Kemp: Keystone Shows Environmental Review Process Is Broken
John Kemp is a Reuters market analyst. The views expressed are his own
LONDON, Feb 25 (Reuters) - "Because this act of Congress conflicts with established executive branch procedures and cuts short thorough consideration of issues that could bear on our national interest - including our security, safety and environment - it has earned my veto."
With those words, the president returned the Keystone pipeline authorization act (S.1) to the Senate unsigned, and challenged lawmakers to find the two-thirds majorities in both houses needed to enact the law without his approval, something that remains unlikely.
But by citing established procedures and the need not to short cut a thorough examination of the issues, after more than six years of environmental reviews, the president's staff demonstrated they have absolutely no sense of irony and a deeply cynical approach to governing.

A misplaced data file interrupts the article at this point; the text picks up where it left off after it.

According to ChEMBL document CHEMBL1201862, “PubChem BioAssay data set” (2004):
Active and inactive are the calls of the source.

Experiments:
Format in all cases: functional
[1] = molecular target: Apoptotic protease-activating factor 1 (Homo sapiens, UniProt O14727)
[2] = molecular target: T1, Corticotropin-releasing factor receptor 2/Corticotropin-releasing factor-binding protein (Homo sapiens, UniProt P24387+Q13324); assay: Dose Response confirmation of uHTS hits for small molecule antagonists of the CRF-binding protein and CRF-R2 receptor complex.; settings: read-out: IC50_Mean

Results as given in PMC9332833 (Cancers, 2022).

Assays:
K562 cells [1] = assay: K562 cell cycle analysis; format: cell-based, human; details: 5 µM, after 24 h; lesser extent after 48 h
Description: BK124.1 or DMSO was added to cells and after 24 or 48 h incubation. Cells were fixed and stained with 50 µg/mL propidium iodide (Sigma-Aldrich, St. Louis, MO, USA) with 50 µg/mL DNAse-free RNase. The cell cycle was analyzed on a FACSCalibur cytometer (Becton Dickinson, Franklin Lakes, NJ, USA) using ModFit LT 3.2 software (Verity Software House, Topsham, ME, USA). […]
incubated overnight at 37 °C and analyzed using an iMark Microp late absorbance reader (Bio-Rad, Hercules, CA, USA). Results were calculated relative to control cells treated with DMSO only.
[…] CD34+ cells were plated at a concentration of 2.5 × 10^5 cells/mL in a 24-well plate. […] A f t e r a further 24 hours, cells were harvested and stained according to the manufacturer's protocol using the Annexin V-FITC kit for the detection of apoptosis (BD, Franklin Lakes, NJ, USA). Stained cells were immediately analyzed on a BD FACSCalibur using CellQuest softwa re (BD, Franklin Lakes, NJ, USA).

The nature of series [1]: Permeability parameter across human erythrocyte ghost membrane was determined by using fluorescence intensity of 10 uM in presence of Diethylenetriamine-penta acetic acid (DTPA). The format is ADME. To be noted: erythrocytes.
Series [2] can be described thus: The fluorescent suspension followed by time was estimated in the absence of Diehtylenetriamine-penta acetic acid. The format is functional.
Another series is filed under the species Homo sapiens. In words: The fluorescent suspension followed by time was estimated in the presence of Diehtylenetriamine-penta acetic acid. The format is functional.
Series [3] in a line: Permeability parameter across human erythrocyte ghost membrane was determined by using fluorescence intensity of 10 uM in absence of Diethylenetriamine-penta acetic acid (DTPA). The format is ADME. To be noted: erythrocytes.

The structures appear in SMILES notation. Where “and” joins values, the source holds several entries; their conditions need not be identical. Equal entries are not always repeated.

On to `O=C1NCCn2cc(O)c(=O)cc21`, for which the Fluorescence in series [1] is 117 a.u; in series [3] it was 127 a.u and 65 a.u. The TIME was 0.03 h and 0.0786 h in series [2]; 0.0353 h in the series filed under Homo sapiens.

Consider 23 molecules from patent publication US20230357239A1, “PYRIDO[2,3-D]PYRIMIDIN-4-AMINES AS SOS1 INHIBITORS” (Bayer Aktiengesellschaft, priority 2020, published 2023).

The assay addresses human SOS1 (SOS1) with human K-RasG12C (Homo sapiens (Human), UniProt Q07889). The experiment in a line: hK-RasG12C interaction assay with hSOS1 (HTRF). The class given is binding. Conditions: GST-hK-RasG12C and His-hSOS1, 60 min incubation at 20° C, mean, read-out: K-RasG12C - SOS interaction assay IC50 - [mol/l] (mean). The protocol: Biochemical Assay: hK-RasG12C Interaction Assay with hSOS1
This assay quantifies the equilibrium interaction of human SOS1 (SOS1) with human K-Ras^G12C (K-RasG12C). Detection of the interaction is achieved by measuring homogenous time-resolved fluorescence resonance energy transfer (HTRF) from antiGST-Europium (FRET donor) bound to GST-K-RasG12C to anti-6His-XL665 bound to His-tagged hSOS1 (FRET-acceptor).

The president's advisers insist the administration has not yet taken a decision on the merits of the pipeline and is still waiting for the State Department to finish its long-delayed review.
The president's spokesman has insisted it is still "certainly possible" that he could authorise the pipeline in the normal way if he concludes that is in the national interest.
The administration insists its objections are procedural and centre on the attempt to take a decision that is notionally about foreign relations, a traditional area of executive branch prerogative, out of the president's hands.
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